NASA on Tuesday delayed the test flight of an unmanned prototype moon rocket due to poor weather. The attempt to launch the 327-foot (100-metre) Ares 1-X rocket was reset for 8 a.m. EDT (1200 GMT) on Wednesday.
The flight is the centerpiece of a $445 million NASA technology demonstration program aimed at replacing the space shuttles. The shuttles, which began flying in 1981, are due to be retired next year after six more flights to complete construction of the International Space Station.
NASA planned to launch the demo rocket on Tuesday but was stymied by cloudy skies over the Kennedy Space Center and by a boat that wandered into the launch danger zone. Pilots and mariners who violate restricted zones can face jail terms and fines of up to $250,000.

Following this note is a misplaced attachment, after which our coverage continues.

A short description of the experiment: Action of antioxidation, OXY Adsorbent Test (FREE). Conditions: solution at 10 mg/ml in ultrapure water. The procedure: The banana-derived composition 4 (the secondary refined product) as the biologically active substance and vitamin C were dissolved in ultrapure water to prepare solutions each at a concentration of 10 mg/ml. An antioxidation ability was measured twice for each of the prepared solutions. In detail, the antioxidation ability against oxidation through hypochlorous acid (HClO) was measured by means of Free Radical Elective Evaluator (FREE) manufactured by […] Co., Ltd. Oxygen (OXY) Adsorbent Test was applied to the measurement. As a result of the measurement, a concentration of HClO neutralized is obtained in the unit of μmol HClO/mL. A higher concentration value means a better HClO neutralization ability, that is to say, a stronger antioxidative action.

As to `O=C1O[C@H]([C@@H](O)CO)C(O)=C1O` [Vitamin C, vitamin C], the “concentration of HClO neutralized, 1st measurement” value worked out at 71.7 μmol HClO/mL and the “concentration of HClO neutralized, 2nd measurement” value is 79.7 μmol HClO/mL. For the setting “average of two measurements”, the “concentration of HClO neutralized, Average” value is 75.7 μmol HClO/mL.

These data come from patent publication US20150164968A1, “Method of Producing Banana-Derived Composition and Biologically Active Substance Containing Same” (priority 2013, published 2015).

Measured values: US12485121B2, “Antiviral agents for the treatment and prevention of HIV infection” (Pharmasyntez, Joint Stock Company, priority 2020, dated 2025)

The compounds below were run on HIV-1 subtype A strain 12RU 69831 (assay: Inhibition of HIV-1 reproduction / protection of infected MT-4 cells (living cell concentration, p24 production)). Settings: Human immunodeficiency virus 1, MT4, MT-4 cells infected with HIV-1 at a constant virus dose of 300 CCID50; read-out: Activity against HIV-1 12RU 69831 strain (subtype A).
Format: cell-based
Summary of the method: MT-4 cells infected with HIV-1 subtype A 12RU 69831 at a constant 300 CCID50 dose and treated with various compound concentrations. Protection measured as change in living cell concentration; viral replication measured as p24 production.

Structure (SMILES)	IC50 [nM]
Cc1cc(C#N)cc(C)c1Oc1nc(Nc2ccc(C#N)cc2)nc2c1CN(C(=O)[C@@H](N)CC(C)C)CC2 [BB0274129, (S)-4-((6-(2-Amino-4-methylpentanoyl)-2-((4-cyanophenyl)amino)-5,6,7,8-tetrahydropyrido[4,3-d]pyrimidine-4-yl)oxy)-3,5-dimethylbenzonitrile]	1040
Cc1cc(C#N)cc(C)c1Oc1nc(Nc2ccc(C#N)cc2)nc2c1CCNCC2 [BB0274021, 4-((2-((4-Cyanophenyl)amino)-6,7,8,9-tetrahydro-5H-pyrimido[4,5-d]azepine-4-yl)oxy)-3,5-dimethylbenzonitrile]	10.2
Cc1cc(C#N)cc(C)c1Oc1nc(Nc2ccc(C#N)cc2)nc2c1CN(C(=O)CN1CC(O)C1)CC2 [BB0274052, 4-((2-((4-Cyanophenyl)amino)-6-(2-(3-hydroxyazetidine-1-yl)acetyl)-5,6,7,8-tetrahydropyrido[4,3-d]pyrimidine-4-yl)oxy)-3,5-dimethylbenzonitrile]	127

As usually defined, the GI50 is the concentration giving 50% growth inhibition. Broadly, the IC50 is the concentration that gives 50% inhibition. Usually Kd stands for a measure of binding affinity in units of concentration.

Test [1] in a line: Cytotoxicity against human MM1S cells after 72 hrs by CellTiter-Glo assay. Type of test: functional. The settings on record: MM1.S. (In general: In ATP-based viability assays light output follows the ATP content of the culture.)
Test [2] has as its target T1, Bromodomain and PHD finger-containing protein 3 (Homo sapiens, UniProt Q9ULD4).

Ares 1-X, currently the world's tallest rocket, is a modified space shuttle booster outfitted with a faux second stage and a simulated Orion crew capsule. It is the first new rocket developed by NASA since the 1970s-era space shuttle. The test flight is intended to verify computer models used to design rockets.
Ares 1-X's motor was made by Alliant Techsystems Inc as part of a $1.8 billion Ares development contract for NASA.
NASA hopes to develop two Ares rockets to return U.S. astronauts to the moon sometime in the 2020s. The program, however, is under review.